Hospital “Insurance” One of the most fundamental changes caused by the germ theory of disease, one not foreseen at all, was the spread of hospitals for treating the sick. Hospitals have an ancient history, but for most of that history they were intended for the very poor, especially those who were mentally ill or blind or who suffered from contagious diseases such as leprosy.

Thus, until the late nineteenth century, hospitals were little more than a place for the poor and the desperate to die. In 1873, there were only 149 hospitals in the entire U.S. A century later there were over 7,000, and they had become the cutting edge of both clinical medicine and medical research. But hospitals had a financial problem from the very beginning of scientific medicine. By their nature they are extremely labor intensive and expensive to operate. Moreover, their costs are relatively fixed and not dependent on the number of patients being served. To help solve this problem, someone in the late 1920s had a bright idea: hospital insurance. The first hospital plan was introduced in Dallas, Texas, in 1929. The subscribers, some 1,500 schoolteachers, paid six dollars a year in premiums, and Baylor University Hospital agreed to provide up to 21 days of hospital care to any subscriber who needed it.

Thus the scheme had an immediate appeal to other medical institutions, and it quickly spread. Before long, groups of hospitals were banding together to offer plans that were honored at all participating institutions, giving subscribers a choice of which hospital to use. This became the model for Blue Cross, which first operated in Sacramento, California, in 1932.

In the 1950s, major medical insurance, which does protect against catastrophe rather than misfortune, began to provide that sort of coverage.

The original hospital insurance also contained the seeds of two other major economic dislocations, unnoticed in the beginning, that have come to loom large. The first dislocation is that while people purchased hospital plans to be protected against unpredictable medical expenses, the plans only paid off if the medical expenses were incurred in a hospital. As a result, cases that could be treated on an outpatient basis instead became much more likely to be treated in the hospital—the most expensive form of medical care.

The second dislocation was that hospital insurance did not provide indemnity coverage

Rather than indemnification, the insurance company provided service benefits.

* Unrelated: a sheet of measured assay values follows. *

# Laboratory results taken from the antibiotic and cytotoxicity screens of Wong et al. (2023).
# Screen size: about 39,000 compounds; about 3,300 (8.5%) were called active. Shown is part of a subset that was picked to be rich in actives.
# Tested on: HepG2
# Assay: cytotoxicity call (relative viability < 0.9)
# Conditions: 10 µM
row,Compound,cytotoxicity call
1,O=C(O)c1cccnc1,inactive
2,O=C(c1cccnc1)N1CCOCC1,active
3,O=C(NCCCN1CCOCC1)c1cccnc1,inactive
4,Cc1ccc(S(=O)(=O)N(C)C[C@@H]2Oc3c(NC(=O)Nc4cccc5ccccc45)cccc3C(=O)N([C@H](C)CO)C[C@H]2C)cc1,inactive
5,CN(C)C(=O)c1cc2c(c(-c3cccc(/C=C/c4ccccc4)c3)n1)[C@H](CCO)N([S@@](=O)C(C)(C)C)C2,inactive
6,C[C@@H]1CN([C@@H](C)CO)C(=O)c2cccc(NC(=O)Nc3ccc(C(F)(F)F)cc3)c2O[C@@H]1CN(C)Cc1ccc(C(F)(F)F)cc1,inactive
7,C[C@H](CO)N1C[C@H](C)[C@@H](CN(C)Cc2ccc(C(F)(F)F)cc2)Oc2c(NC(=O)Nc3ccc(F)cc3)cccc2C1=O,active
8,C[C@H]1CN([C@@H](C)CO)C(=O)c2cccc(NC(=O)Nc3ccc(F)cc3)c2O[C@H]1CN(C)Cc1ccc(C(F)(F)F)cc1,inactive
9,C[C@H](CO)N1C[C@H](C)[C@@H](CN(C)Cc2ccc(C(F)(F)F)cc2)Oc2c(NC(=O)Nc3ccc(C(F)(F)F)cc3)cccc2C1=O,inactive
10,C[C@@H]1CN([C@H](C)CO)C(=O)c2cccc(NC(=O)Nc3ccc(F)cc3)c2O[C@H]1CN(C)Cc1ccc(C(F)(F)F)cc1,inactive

As a result, there was little incentive for the consumer of medical services to shop around.

These dislocations perfectly suited the hospitals, which wanted to maximize the amount of services they provided and thereby maximize their cash flow.

Predictably, the medical profession began to lobby in favor of retaining this system.

Had hospital insurance come to be regulated like other insurance, those offering it would have begun acting more like insurance companies, and the economic history of modern American medicine might have taken a very different turn.

The American Hospital Association and the American Medical Association worked hard to exempt Blue Cross from most insurance regulation

Freed from taxes and from the regulatory requirement to maintain large reserve funds, Blue Cross and Blue Shield (a plan that paid physicians’ fees on the same basis as Blue Cross paid hospital costs) came to dominate the market in health care insurance, holding about half of the policies outstanding by 1940...Any incentive for hospitals to be efficient and reduce costs vanished.

The result is a steady increase in empty beds. There were over 7,000 hospitals in the U.S. in 1975, compared to about 5,500 today. But that reduction has not been nearly enough. Because of the cost-plus way hospitals are paid, they don’t compete for patients by means of price...The inevitable result, of course, is that hospital costs on a per-patient per-day basis have skyrocketed. Doctors, meanwhile, were paid for their services according to “reasonable and customary” charges...As more and more Americans came to be covered by health insurance, doctors were no longer even able to compete with one another.